This week we’re looking at a burger we’ve eaten a fair few times. There was a period when Quorn or Linda McCartney were your only options for supermarket fare, though the market has expanded hugely since then and both brands have changed and updated their recipes.
These are deceptively simple to make, even though you might not typically have all of the ingredients in your kitchen. Well, unless you’re vegan and eat this kind of food regularly already! Although we’re trying to inch in the direction of veganism, recipes like this definitely help us to get a little closer – as once you’re using alternative foods, you can see how much tastier they might be than the other choices you had before.
This jackfruit burger is pretty messy, so get some napkins ready – and enjoy!
It’s served in a really nice bun, a glazed brioche which adds a bit of a luxury touch. So far, so good!
There is so much filling that it’s actually too big to eat in one mouthful, as the burger and other elements simply squidge out the back when you try. I don’t like being defeated by a burger, but sometimes you just have to knife and fork it – and I would suggest that this is one of those times.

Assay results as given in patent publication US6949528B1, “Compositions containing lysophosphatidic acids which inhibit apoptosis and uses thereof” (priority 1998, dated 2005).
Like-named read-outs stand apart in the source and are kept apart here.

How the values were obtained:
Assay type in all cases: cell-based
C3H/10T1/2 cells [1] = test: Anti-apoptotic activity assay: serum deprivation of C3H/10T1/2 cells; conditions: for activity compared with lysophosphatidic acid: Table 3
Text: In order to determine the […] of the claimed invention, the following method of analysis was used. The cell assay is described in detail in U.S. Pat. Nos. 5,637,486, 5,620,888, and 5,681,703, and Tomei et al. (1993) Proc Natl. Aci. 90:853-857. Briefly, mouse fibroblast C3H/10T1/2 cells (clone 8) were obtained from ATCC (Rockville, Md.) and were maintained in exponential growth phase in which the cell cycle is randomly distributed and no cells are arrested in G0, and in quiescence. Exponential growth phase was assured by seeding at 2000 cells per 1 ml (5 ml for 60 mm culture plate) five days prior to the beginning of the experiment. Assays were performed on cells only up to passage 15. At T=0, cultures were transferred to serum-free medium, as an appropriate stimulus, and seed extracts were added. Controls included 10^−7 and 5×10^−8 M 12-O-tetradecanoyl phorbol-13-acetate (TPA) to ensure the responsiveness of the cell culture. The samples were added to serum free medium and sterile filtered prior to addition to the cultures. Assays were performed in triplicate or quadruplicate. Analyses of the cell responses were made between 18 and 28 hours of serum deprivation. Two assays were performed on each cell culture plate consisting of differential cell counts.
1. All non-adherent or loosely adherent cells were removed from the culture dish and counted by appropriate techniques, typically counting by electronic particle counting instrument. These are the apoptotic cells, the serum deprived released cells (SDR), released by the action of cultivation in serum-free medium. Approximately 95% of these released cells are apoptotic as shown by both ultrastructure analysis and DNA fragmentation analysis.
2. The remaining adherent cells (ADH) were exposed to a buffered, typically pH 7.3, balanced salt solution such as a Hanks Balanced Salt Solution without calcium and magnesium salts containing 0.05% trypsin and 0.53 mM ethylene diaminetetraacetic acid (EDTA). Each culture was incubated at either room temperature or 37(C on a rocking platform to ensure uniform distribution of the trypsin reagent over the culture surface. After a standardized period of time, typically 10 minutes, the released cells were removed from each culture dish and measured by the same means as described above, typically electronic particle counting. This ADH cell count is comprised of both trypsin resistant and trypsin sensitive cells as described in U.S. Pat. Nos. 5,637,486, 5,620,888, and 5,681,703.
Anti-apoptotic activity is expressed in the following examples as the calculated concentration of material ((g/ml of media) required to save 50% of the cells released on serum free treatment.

There’s lots of fresh salad in the bun which always adds that extra feeling of satisfaction, though of course it’s the burger itself we’re most interested in. This has a solid texture, and is very fibrous. There are lentils visible in the burger mixture, which overall is quite sweet. This might be a little strange except that it’s less noticeable when paired with the bun.
Inside the bun are a few smaller sliced gherkins as well as a big slice of tomato (you know how we feel about those here at VegBurge – we like to throw them straight out!). The burger was a tiny bit dry and could perhaps do with some added spice or diced onion. Overall, however, it was really tasty.
The ice cream sundae, I should note, is not vegan, however tasty it might be!
On the Vegburge scale, I give this…
Taste – 8/10
Price – 5/10
Rest of experience – 7/10
They have quite a lot of vegetarian options, so it was honestly quite hard to choose. The burger is described on the menu thusly:
Marinated halloumi & portobello mushroom, Rio Beans, matchstick crisps, tomato, lettuce and chimichurri – £9.95
And just because we all obviously love having to backtrack across the menu to figure out what one of the ingredients is, Rio Beans are: